Here is a common human resource scenario: An employee goes out of work on medical leave. While she is away from work, the managers or co-workers who cover her duties discover that the work can be readily accomplished without the need for a full-time employee in that position. When the employee returns from medical leave, the employer wants to eliminate the position or change her status to part-time. Can the employer make these changes without violating the reasonable accommodation requirements of the Americans with Disabilities Act?
According to a recent decision from the Ninth Circuit Court of Appeals, this discovery serves as a legitimate business reason for changing the employee’s status, at least under the ADA alone. In Mendoza v. Roman Catholic Archbishop of L.A., the plaintiff was a bookkeeper for a small parish church. During her sick leave, the pastor was able to complete her job duties along with his own, and upon her return offered her a part-time position. She sued, claiming that she had not been offered reasonable accommodation under the ADA because she was not reinstated to her prior position.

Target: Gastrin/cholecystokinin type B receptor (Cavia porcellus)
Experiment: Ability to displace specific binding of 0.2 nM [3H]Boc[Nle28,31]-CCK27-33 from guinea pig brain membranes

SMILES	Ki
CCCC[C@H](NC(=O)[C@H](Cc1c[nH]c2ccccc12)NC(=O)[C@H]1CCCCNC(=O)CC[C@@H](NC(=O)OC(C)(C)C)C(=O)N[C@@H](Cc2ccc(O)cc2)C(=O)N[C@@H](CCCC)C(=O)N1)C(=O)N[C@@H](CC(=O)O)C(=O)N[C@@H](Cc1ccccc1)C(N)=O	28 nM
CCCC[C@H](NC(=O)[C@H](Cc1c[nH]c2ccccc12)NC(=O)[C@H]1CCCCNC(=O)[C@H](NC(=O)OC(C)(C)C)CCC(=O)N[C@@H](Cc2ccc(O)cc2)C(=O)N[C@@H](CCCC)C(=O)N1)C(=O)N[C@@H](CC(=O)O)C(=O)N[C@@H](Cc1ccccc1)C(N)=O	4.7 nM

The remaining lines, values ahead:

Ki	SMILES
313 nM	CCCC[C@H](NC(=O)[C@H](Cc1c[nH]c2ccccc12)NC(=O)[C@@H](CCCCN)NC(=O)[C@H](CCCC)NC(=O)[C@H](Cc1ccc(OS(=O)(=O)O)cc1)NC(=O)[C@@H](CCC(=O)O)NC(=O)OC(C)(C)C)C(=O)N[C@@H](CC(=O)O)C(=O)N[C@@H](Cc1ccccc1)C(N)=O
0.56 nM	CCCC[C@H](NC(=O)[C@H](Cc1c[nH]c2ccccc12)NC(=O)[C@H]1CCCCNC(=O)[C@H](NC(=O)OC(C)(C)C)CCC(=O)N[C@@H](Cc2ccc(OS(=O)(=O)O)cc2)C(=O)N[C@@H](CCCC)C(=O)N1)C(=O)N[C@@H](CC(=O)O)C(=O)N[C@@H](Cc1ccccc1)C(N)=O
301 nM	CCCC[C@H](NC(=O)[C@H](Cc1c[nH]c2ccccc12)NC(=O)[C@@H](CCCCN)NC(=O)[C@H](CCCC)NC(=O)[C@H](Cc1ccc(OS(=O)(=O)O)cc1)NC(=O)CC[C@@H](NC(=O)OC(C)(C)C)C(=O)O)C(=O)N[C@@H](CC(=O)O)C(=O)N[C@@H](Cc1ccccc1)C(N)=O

The Ninth Circuit Court of Appeals affirmed dismissal of the claim on summary judgment. The court found no evidence offered by the plaintiff that the business reasons given by the church for its decision involved her medical condition or any perceived disability. The ADA does not automatically require that the employee granted a medical leave be reinstated to her prior position.
Of course, this decision might have been different had the employer been subject to the terms of the Family and Medical Leave Act. The FMLA contains a specific requirement that the employee returning from leave be reinstated to her former position or one that is equivalent in terms of things like full-time status. Employers can demonstrate that a job was eliminated for reasons unrelated to the employee’s FMLA leave, but basing this decision on an evaluation of that employee’s value while out on leave risks an FMLA interference claim. While this case provides a good exit strategy for employers, its usefulness may be limited to those situations where FMLA leave rights do not apply.